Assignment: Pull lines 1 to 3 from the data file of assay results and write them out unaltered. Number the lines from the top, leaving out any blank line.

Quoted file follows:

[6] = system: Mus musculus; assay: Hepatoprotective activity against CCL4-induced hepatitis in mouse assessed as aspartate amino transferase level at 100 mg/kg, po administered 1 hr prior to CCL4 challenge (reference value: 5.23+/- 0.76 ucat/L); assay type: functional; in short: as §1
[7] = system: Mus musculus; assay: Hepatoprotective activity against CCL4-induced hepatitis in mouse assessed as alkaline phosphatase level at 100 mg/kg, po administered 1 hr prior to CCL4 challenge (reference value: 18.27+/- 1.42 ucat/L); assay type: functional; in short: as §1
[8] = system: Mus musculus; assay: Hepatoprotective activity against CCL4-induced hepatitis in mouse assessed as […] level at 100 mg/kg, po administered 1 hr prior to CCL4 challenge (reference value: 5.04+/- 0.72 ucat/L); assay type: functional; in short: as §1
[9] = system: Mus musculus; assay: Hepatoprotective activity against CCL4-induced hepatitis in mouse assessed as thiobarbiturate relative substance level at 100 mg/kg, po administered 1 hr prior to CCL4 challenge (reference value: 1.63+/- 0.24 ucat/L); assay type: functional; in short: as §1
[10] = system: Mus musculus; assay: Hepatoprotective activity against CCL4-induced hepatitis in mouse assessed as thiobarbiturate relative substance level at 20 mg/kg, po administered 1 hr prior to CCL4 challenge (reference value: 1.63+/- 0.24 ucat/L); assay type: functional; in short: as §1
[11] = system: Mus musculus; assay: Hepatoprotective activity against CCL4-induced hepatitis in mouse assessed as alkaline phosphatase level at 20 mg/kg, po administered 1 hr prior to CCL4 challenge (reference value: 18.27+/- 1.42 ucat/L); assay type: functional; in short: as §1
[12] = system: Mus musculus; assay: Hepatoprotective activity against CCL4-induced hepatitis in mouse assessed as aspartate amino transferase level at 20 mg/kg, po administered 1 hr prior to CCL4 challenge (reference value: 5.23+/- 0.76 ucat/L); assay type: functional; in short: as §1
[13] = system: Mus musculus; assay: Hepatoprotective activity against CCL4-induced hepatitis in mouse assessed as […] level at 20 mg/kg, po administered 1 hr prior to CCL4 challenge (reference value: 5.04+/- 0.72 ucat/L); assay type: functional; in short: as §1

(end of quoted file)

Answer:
[6] = system: Mus musculus; assay: Hepatoprotective activity against CCL4-induced hepatitis in mouse assessed as aspartate amino transferase level at 100 mg/kg, po administered 1 hr prior to CCL4 challenge (reference value: 5.23+/- 0.76 ucat/L); assay type: functional; in short: as §1
[7] = system: Mus musculus; assay: Hepatoprotective activity against CCL4-induced hepatitis in mouse assessed as alkaline phosphatase level at 100 mg/kg, po administered 1 hr prior to CCL4 challenge (reference value: 18.27+/- 1.42 ucat/L); assay type: functional; in short: as §1
[8] = system: Mus musculus; assay: Hepatoprotective activity against CCL4-induced hepatitis in mouse assessed as […] level at 100 mg/kg, po administered 1 hr prior to CCL4 challenge (reference value: 5.04+/- 0.72 ucat/L); assay type: functional; in short: as §1